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Friday 21st October 2016

9 out of every 10 people to benefit from more personalised care

4th April 2011

Health Secretary Andrew Lansley has today announced a fourth group of GPs ready to lead the way and modernise the NHS.

220 groups of GP practices across the country covering nearly 90% of the population have come forward so they can directly commission bespoke services focused on delivering the best outcomes for their patients. This means that 45.7 million people around the country will now receive personalised care from the clinician that knows them best.

The selected pathfinders represent GPs who have demonstrated readiness to start taking on commissioning responsibilities.  The groups will work together to help manage local budgets and purchase services for patients directly with other NHS colleagues and local authorities.

Health Secretary Andrew Lansley said:

"Today we can announce that 90% of the country is now covered by groups of GPs who are best placed to deliver better care for patients. This uptake from the grass-roots is very encouraging and means that 9 out of 10 people in England will start to see the benefit of more personalised care.

"We welcome the new groups, which take the total number of GP pathfinders to 220. It is not only great news for patients but the entire NHS as doctors step forward to modernise services.

"Today is also the start of the new financial year and with it comes the delivery of our promise to protect the NHS with £11.5 billion of extra funding over four years."

Where emerging consortia have been formed, patients are already benefiting from local commissioning and healthcare services tailored to their needs.

In Barnet, for example, the NHS has worked together to set up a very successful local gynaecology service which is currently seeing 400 patients every month in a community setting.  It has high levels of patient satisfaction, has led to a reduction in hospital visits and reduced costs.
In City & Hackney, GPs and hospital consultants at Homerton University Hospital have worked together to reduce new Outpatient Department referrals by 2.5% over the last year.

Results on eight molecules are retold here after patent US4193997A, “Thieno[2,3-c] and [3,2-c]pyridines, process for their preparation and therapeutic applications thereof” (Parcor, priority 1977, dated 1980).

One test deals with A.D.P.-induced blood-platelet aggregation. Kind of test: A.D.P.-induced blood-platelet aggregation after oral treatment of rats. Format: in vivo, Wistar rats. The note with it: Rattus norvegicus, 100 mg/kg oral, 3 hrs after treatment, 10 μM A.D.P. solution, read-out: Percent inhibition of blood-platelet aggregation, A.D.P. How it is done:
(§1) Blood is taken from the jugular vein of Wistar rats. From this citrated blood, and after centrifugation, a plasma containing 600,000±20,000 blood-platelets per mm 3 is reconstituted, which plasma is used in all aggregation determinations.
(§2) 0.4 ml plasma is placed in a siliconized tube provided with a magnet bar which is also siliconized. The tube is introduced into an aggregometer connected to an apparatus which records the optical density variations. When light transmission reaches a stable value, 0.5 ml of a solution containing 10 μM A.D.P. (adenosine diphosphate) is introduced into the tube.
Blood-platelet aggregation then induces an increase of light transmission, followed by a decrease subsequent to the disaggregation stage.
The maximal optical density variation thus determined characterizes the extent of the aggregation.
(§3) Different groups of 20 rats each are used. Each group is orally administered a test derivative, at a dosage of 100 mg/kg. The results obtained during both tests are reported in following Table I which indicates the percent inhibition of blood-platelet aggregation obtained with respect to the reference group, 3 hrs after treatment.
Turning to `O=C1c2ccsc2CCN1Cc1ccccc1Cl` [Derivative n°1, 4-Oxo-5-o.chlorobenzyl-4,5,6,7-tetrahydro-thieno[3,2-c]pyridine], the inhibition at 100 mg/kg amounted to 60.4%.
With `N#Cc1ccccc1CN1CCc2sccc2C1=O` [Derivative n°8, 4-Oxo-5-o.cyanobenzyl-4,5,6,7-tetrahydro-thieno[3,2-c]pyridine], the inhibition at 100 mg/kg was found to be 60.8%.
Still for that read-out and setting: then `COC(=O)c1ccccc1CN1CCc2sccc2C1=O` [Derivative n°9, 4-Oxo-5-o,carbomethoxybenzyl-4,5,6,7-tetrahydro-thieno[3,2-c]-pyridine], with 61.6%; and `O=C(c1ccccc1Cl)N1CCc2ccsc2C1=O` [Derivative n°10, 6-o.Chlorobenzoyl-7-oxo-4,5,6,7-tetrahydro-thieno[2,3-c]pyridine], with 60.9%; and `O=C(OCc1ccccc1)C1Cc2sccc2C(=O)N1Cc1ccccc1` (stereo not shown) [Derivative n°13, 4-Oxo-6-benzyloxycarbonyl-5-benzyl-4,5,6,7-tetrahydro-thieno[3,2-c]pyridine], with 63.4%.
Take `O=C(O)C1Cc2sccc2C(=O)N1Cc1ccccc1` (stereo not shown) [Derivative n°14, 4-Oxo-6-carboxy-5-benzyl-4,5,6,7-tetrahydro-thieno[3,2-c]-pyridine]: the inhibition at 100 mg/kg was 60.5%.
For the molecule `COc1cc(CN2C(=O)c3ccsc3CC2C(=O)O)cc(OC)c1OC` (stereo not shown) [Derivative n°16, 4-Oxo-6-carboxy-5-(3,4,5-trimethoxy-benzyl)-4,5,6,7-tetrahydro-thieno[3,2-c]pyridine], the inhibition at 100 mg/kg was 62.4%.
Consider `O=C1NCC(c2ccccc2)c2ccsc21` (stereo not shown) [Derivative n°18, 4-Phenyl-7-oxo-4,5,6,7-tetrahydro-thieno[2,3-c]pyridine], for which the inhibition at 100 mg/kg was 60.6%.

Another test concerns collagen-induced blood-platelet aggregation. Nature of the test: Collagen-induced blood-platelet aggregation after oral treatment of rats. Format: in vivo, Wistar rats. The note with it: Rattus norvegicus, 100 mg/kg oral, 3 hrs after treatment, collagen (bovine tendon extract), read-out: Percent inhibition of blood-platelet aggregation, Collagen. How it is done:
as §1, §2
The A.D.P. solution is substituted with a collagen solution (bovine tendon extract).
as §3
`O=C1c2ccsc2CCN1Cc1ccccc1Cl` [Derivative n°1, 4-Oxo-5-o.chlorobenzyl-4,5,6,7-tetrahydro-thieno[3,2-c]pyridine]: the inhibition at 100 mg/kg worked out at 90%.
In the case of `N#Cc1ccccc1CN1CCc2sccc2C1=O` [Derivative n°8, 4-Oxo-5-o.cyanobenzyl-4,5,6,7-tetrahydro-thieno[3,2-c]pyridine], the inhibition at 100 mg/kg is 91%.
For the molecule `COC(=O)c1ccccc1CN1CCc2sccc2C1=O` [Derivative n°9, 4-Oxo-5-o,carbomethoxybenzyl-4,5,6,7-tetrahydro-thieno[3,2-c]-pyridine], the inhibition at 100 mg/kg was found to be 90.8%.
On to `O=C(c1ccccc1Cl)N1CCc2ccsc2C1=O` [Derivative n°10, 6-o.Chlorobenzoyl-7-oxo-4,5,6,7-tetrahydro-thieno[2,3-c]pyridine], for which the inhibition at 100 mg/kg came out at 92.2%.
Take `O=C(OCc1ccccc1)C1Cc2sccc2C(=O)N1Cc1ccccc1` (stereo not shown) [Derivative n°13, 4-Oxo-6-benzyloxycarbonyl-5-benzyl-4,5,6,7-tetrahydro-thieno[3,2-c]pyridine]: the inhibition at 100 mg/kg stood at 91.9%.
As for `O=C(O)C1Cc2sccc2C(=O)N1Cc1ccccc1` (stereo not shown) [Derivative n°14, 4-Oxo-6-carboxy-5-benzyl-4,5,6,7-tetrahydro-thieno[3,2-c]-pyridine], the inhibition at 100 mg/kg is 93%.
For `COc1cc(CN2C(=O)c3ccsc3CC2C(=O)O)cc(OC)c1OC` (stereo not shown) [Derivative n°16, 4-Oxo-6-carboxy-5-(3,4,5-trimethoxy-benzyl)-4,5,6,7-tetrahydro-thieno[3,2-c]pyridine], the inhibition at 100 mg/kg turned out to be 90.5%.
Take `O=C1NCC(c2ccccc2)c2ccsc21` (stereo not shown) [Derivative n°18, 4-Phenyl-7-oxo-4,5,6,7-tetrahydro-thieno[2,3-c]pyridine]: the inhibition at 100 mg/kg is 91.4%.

From the first, second and third wave of pathfinders, there are a number of further examples of innovative local commissioning:

  • Barking & Dagenham Quality Care Consortium identified ophthalmology as an area where they could redesign services for the benefit of patients and bring care closer to home. Working together with consultants from their local acute trust and the primary care trust, they have developed a community based ophthalmology service which is expected to start later in the spring. This will allow GPs and optometrists to refer patients directly to the new service, reducing patient waiting times and avoidable hospital referrals.
  • In Bexley, GPs have put in place a new service which cuts the waiting time to obtain a diagnosis for coronary heart disease from up to nine months to as little as three weeks. The service uses a clinic in Harley Street to provide cutting edge scans, which are cheaper and safer than alternative diagnostic treatments.
  • In Nottinghamshire, GPs have improved care for the 4,000 diabetics in their region. By providing specialist support in local clinics in GP practices, the service avoids diabetics having to be treated in hospital.
  • In Redbridge, GPs send patients with skin problems to a local GP who specialises in them, meaning that patients can go to a local surgery, instead of having to travel further afield.
  • In Reading, GPs have organised a new service for people with back pain where physios go and treat patients in their own home.
  • In Somerset, GPs have organised oxygen therapy for people with breathing difficulties in their own homes which helps keep patients healthy and out of hospital.
  • In Croydon, GPs have organised diagnostic services – such as ultrasound – in their local GP practices. This means that patients are seen quicker, nearer to their homes, and can avoid travelling to hospital.
  • In Richmond, GPs have identified a need for more responsive community services to avoid unnecessary acute admissions. Working together with their local community services provider they are providing intensive support to patients in their own homes and have jointly designed a rapid response community team to get back to patients within two hours of contact.

GP pathfinders will be supported by the National Clinical Commissioning Network, the National Leadership Council, and by national primary care bodies, such as the Royal College of GPs’ Centre for Commissioning.


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